Living in Arizona, I get to grow many things I never dreamed of growing anywhere else I’ve lived. Some of them I didn’t even know existed, like Chile Pequins [pu kee uns] and Chiltepins [chil te pins]. These tiny indigenous peppers grow on big bushes that can live for several years in the right spot. I bought my Chile Pequin at a Master Gardener plant sale 4 years ago, and while I thought it had died the first winter, the following summer it grew three feet. It has suffered a few frosts, but today it is four feet tall and wide with hundreds of peppers on it that seem to be continually available. This is a picture of it between the loquat and guava on the raised bed.
Here are some interesting facts from the website pequin.us
Pequin means “small” or “tiny”
Pequin are one of the hottest chiles
Chile pequin rank 40,000 to 60,000 Scoville units
Also known as bird chiles or mosquito chiles
Complex flavor to go with the intense heat
Most commonly found dried
Pequin chiles are native to Mexico
The other pepper I’ve recently begun growing is its close relative, the Chiltepin, which is even smaller and hotter. I bought a packet of dried Chiltepins from the spice section of the grocery store and sowed the seeds last year. They came right up and have grown to about two feet. The chiltepins are like more ball-shaped than the Pequins.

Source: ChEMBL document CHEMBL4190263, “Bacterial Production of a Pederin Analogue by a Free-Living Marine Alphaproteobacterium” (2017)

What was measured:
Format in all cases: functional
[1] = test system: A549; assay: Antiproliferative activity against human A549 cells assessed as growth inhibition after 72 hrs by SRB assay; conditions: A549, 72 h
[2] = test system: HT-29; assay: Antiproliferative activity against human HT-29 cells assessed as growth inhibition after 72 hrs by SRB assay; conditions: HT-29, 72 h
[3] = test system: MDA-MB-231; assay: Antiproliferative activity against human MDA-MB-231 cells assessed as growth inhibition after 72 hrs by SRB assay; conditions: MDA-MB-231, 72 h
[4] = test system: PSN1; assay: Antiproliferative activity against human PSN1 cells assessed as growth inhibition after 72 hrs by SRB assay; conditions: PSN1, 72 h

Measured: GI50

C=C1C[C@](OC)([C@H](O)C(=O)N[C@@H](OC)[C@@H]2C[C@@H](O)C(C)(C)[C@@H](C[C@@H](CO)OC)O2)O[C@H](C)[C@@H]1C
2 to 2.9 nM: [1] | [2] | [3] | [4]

Here are some facts from the website, Chiltepins.us.
Thought to be one of the oldest chile peppers
Chiltepins grow wild from Peru to the soutwestern US
The official State Native Pepper of Texas
Usually sun dried
Bright red or green when ripe
Small round fruit about the size of peppercorns
Bushes grow 2-4 feet tall
50,000 to 100,000 Scoville units ( 8-10 on a scale of 10 )
Used as a remedy for acid-indigestion
AKA: Tepin, Flea Chiles, Bird Peppers
Size comparison of Chiltepins (left) and Chile Pequin (right)
Picking chile Pequins and Chiltepins is more like picking berries than anything else. The stem remains on the plant while the peppers just pop off. It is actually very satisfying to pick them. Just don’t touch your eyes, and make sure to wash your hands afterward. It’s probably not a job for young children.
My number one way to use the peppers is to dry and grind them to a powder. Their fresh, spicy flavor really shines when sprinkled on anything.
Here in Arizona it only takes a couple of days to dry outside. I just leave them in a pan or bowl in the sun. You can tell they are dry when they sound like rattles when you shake them or they crumble when squeezed.
I like to use a coffee grinder that is dedicated to grinding dehydrated foods.
Just fill it up and grind, shaking it a bit until it is as finely ground as you like. WARNING! Don’t keep opening it because the dust is very potent. In fact, let it settle a few seconds before you do open it. I even prefer to do this whole process outside.
We use a lot of this ground pepper so I keep it in jars both ground and whole. I think that keeping them whole helps retain the flavor longer.
Two recipes I’m looking forward to trying with these is making this Red Hot Sauce from Emeril Lagasse and this fermented sauce from Nourished Kitchen.
Let me know if you make them and we can compare notes.